Top positive review
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Well made variable ND filter
on February 20, 2011
ND filters reduce the amount of light that gets to your lens. They let you shoot at a slow speed in daylight so you can capture movement of water or people against a fixed background, for example, or at night when you want to capture the movement of lights on cars, etc. You can buy ND filters of various strengths, or buy a
variable ND filter that gives you a wide range of adjustment
Light Craft's Fader ND filter is the variable type. This is a lower cost alternative to Singh Ray variable ND filters. I can't make a direct comparison with Singh Ray products, but I did run the Light Craft Fader through some tests on a Canon 5D Mark II with a 24-105mm lens and it's certainly satisfactory - designed well and made well. There was no loss of sharpness, based on comparing images shot with no filter and about a dozen images shot with the Fader filter at various degrees of ND. The filter shifts color slightly in the warm direction. It's not hard to compensate for this on your computer, but it's probably a good idea to take a shot without the filter so you have a baseline for making adjustments. Adjusting is easiest if you shoot in RAW, because you can reduce the color temperature slightly as a first step in processing.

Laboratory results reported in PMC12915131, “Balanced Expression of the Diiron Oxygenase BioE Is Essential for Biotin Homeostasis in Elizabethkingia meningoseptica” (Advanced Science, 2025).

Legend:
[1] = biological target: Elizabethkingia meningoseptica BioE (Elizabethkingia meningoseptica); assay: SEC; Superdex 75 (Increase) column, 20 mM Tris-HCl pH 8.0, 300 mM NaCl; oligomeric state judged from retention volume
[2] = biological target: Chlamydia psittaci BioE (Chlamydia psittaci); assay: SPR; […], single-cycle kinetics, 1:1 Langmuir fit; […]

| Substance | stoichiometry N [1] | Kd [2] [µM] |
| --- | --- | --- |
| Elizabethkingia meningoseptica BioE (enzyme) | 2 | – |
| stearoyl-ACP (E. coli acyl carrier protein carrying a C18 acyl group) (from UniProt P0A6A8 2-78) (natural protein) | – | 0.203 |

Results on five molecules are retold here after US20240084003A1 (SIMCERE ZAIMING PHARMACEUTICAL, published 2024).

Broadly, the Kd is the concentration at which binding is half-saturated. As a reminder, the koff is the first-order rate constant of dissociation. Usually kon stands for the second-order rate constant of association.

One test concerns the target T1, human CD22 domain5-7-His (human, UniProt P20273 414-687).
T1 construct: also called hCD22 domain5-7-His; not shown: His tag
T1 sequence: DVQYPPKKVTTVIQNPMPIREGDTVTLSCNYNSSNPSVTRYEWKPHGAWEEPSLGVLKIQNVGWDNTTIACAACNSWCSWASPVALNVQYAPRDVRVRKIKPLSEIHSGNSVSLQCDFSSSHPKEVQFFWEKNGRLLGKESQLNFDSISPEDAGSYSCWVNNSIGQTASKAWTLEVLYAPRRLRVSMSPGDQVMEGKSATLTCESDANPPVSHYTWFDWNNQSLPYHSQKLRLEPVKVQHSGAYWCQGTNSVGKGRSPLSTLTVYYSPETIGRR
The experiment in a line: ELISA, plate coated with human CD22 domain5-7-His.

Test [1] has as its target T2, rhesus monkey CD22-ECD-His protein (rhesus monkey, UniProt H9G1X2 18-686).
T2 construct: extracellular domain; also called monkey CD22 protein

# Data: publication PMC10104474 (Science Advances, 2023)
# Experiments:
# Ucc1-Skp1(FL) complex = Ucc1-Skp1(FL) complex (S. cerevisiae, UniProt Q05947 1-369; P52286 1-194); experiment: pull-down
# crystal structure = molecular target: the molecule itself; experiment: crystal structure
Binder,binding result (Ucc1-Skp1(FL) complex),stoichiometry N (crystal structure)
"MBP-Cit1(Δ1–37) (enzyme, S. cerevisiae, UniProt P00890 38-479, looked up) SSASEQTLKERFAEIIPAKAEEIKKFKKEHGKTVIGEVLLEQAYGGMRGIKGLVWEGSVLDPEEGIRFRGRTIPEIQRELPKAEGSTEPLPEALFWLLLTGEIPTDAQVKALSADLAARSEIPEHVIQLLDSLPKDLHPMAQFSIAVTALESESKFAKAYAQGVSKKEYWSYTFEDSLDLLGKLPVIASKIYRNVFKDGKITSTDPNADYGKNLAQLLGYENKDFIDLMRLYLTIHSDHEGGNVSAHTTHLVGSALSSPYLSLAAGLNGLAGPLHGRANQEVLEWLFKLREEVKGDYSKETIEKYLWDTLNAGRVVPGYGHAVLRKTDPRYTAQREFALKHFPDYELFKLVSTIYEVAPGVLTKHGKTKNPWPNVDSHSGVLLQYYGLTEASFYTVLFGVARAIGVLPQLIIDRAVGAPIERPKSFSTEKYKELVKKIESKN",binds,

The filter consists of two polarizing filers mounted in a ring so that the outer filter can be rotated. That allows you to vary the degree of density from about 2 stops to about 9 stops. The inner ring is the same size as your lens threads. Light Craft puts a slightly larger diameter filter into the outer ring to reduce the risk of vignetting. The 77mm Fader has an 82 mm outer filter and there was no vignetting with my 24 -105 mm lens set at 24 mm. The filter comes in a plastic case and it's supplied with an 82mm lens cap because the maker realizes that the cap from your lens won't fit the larger diameter outer ring. Another nice touch is that the outer ring is threaded in case you want to attach another filter. There's a small leaflet in the case with instructions written in perfect English that explains that the amount of increased density available varies depending on the focal length of your lens. On a very wide angle lens, you can't use the full 9 stop potential. With my lens set at 24 mm and the filter set for maxium density, the vertical edges of the frame are darkened more than the center. You can see the effect in your viewfinder especially if you use Live View, so it's not hard to avoid, and it the limitation vanishes as the focal length increases. I could get about 5 stops of density at 24mm and the full 9-stop effect was available at 50mm without any unevenness across the frame.